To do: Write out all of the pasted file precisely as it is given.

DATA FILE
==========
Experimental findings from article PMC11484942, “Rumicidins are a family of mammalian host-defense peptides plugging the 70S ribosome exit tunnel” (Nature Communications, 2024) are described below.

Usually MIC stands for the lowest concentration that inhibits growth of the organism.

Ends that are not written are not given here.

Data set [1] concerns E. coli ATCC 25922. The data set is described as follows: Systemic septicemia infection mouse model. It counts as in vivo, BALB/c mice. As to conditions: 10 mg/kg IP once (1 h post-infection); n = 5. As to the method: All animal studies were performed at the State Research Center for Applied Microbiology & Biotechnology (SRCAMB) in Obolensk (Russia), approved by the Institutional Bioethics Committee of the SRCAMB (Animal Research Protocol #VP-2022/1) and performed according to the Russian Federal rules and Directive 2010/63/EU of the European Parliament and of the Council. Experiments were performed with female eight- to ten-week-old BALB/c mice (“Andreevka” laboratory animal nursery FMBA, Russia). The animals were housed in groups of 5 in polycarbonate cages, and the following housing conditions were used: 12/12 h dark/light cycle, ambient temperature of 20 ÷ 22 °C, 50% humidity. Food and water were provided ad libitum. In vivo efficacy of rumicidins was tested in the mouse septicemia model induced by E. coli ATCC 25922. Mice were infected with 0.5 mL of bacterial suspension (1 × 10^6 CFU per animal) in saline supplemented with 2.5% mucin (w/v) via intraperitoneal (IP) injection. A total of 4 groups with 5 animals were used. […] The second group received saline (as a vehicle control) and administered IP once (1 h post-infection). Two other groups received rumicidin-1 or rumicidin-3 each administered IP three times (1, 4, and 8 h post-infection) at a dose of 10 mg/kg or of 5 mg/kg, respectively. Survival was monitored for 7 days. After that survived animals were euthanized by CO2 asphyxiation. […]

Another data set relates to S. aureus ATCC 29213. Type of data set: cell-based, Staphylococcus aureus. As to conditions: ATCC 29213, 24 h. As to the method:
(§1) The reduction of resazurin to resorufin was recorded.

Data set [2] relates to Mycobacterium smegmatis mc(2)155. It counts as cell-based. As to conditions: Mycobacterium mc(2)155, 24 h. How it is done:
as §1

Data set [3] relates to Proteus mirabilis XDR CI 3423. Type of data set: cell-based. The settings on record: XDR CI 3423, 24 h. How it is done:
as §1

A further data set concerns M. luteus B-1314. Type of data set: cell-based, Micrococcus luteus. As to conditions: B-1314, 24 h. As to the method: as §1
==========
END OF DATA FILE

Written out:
Experimental findings from article PMC11484942, “Rumicidins are a family of mammalian host-defense peptides plugging the 70S ribosome exit tunnel” (Nature Communications, 2024) are described below.

Usually MIC stands for the lowest concentration that inhibits growth of the organism.

Ends that are not written are not given here.

Data set [1] concerns E. coli ATCC 25922. The data set is described as follows: Systemic septicemia infection mouse model. It counts as in vivo, BALB/c mice. As to conditions: 10 mg/kg IP once (1 h post-infection); n = 5. As to the method: All animal studies were performed at the State Research Center for Applied Microbiology & Biotechnology (SRCAMB) in Obolensk (Russia), approved by the Institutional Bioethics Committee of the SRCAMB (Animal Research Protocol #VP-2022/1) and performed according to the Russian Federal rules and Directive 2010/63/EU of the European Parliament and of the Council. Experiments were performed with female eight- to ten-week-old BALB/c mice (“Andreevka” laboratory animal nursery FMBA, Russia). The animals were housed in groups of 5 in polycarbonate cages, and the following housing conditions were used: 12/12 h dark/light cycle, ambient temperature of 20 ÷ 22 °C, 50% humidity. Food and water were provided ad libitum. In vivo efficacy of rumicidins was tested in the mouse septicemia model induced by E. coli ATCC 25922. Mice were infected with 0.5 mL of bacterial suspension (1 × 10^6 CFU per animal) in saline supplemented with 2.5% mucin (w/v) via intraperitoneal (IP) injection. A total of 4 groups with 5 animals were used. […] The second group received saline (as a vehicle control) and administered IP once (1 h post-infection). Two other groups received rumicidin-1 or rumicidin-3 each administered IP three times (1, 4, and 8 h post-infection) at a dose of 10 mg/kg or of 5 mg/kg, respectively. Survival was monitored for 7 days. After that survived animals were euthanized by CO2 asphyxiation. […]

Another data set relates to S. aureus ATCC 29213. Type of data set: cell-based, Staphylococcus aureus. As to conditions: ATCC 29213, 24 h. As to the method:
(§1) The reduction of resazurin to resorufin was recorded.

Data set [2] relates to Mycobacterium smegmatis mc(2)155. It counts as cell-based. As to conditions: Mycobacterium mc(2)155, 24 h. How it is done:
as §1

Data set [3] relates to Proteus mirabilis XDR CI 3423. Type of data set: cell-based. The settings on record: XDR CI 3423, 24 h. How it is done:
as §1

A further data set concerns M. luteus B-1314. Type of data set: cell-based, Micrococcus luteus. As to conditions: B-1314, 24 h. As to the method: as §1